The best moment of Lupus Iannatelli’s life: Marianne Shepherd lying naked, intertwined and on top of his and his brother’s limbs, in between them, her neck at the crook of Lupus’s elbow.

In high school, no girl would date them—the conjoined twins who required special seating at the back of the classroom. Who never grew adept enough at matching one another’s stride to be athletic. Who struggled with conversation for the sheer fact that any attempt at talking to another person was uneven, and they would talk over and around one another in an effort not to be the third wheel.

But Marianne had been different. They met her when she was tending bar, the night Lupus and Marco turned twenty-one. From her purple hair and the tattoo of a razor blade over her wrist, any casual observer might have thought her to be rough stuff. But after she poured Marco his third beer and Lupus his second, Marco insisted on talking to her.

“Has anyone ever told you you’re beautiful?”

“Maybe we should go,” Lupus said.

Marco ignored him. “It’s your eyes. They’re violet. I’ve never seen eyes so violet.”

“You’re sweet,” Marianne said.

“You’re drunk.” Lupus started to walk away, a little jerk from either one of them, and the other would ordinarily follow.

Not this time.

“Why’s your brother in such a hurry?” Marianne asked.

Lupus felt his face grow warm. “I don’t want to bother you.”

She touched his hand. Her fingernails were painted black, but chipped so flecks of flesh color peeked out from beneath. “It’s no bother.”

Lupus was surprised by how cold her fingers felt.

The best moment of Marco Iannatelli’s life came a few seconds after Lupus’s: Marianne rolled over, and though her rear end touched Lupus’s hip and the bottoms of her bare feet were tucked under Lupus’s knee, she rested her head on Marco’s chest. Her hair curled up against his chin, a few strands twisting in the space just beneath his nostrils. He expected her to smell like grape soda with that purple hair, but the scent was more like strawberries. Just shampoo, he reminded himself. But it didn’t make him love her any less.

“Cold,” she said.

This was the discovery of a new language. A specific language born not out of vocabulary or inflection, but sheer proximity. One word a sentence. A story.

Marco rubbed his hand over her upper arm. She nestled her head against his chest as though she were pushing herself deeper into the feathers of a pillow. He heard a smile on her voice when she spoke again. “Good.”

Two years later, the brothers wore the same black slacks they had worn the night they met Marianne. Lupus recalled that she’d watched them take off their pants, and he’d watched for a sign. Maybe she would snicker at their clumsiness? They’d never perfected tasks as simple as undressing without bumping shoulders, knocking skulls. Maybe she’d be disgusted.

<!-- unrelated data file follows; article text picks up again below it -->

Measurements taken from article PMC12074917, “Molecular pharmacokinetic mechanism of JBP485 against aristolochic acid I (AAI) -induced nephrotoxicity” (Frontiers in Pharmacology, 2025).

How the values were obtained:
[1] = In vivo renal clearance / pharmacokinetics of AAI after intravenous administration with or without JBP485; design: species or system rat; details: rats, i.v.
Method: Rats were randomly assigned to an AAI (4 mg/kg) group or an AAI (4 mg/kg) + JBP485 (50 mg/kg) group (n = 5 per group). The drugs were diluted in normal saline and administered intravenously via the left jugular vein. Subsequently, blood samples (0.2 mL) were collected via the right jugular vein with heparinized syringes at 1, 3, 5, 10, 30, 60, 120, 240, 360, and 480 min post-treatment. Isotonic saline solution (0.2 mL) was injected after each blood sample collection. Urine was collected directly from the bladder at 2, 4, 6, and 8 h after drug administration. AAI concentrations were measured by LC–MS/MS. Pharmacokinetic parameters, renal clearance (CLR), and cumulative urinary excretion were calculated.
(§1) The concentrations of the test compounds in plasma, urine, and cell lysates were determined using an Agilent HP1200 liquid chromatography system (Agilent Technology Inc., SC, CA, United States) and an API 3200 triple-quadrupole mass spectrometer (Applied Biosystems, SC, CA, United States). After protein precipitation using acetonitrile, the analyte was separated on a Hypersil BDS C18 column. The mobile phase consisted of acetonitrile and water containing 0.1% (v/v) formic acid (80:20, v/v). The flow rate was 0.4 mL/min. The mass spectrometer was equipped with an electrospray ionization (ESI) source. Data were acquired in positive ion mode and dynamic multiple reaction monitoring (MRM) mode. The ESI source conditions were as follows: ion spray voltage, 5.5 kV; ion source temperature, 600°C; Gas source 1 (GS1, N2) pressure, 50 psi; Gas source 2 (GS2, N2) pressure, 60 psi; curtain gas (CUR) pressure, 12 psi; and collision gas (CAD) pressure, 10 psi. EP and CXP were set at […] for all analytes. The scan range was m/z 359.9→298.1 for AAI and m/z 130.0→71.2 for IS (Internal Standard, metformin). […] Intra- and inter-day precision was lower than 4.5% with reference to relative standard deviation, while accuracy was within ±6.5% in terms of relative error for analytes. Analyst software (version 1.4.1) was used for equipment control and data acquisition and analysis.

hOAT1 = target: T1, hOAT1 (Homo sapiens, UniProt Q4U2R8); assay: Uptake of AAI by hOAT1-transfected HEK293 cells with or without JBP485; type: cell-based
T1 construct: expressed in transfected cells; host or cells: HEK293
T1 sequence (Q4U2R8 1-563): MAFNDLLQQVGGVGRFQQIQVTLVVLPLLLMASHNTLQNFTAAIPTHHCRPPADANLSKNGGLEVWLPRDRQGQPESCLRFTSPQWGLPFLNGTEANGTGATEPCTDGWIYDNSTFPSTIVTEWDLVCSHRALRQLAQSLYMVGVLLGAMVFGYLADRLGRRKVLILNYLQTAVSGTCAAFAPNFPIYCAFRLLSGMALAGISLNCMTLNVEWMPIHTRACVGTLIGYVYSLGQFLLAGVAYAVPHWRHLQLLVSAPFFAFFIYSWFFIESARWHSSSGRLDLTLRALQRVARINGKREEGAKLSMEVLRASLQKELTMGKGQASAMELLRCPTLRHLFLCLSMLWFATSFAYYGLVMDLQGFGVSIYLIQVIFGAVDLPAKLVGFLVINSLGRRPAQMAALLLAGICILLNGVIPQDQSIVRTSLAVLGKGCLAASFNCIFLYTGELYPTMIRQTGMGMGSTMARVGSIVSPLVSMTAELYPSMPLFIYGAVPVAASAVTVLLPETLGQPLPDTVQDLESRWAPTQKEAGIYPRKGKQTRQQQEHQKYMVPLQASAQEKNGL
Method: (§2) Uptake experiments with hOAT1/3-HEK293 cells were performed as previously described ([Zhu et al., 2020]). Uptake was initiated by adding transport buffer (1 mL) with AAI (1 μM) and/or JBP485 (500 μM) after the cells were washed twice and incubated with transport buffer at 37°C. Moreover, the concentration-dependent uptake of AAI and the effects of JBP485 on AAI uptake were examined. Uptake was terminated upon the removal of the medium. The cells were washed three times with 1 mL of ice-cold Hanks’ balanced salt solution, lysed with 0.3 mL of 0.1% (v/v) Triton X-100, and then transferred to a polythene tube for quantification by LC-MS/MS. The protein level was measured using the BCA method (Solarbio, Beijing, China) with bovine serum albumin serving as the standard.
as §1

Marianne hadn’t shown any sign of such things. She’d eyed the space at the hip where Lupus’s skin flowed into Marco’s and they became one. She spread her thighs.

The black slacks had seen better days, now patched a dozen times over by the circus seamster. They didn’t wear them often, but never got rid of them, if out of pure sentimentality. The both of them clung to any part of their rendezvous with Marianne that they could. And though Lupus could only assume they had always been that way, it was only more recently that he noticed the fabric of the pants didn’t quite match. The leg of his half of the pants was a little gray-brown, Marco’s truly black. And though their legs were the same length, the ends of Lupus’s pant leg seemed to ride a shave higher, the cuff above his ankle.

They trudged through tall, wet grass. The miserable kind of grass the two of them had erected too many tents in. Uncut grass suggested a space no one had cared for, which was prime territory for their little circus to set up shop without anyone questioning if they had the right permits. It seemed to Lupus that a cemetery ought to have been better cared for.

They zigzagged through each row until they found her. No one in their hometown was wealthy, but her grave marker seemed particularly unremarkable, more a placard than a tombstone, hardly an inch off the ground and engraved in a clumsy scrawl, as though someone with no training at all had done it by hand.

“Here she is,” Marco said.

Lupus looked from the stone to his brother, and put a hand on his shoulder. That’s what people did, wasn’t it? So many gestures—handshakes and hugs and so forth—felt forced when the two of them had never experienced the sensation of not touching one another.

Marco was surprised at his brother’s touch. He was ordinarily attuned to his brother’s movements. Even the most sudden jerk predicated with some motion at the hip Marco would feel, or something in his brother’s eyes he could see coming the same instant Lupus thought it.

Marco supposed he had been too focused on the little gravestone. He remembered when he first heard Marianne had passed. Their first stop back to their hometown after they left with the circus. The two of them walked up to the bar. Marco had wanted to bring flowers. Lupus said they shouldn’t. Two years and who was to say she still worked there?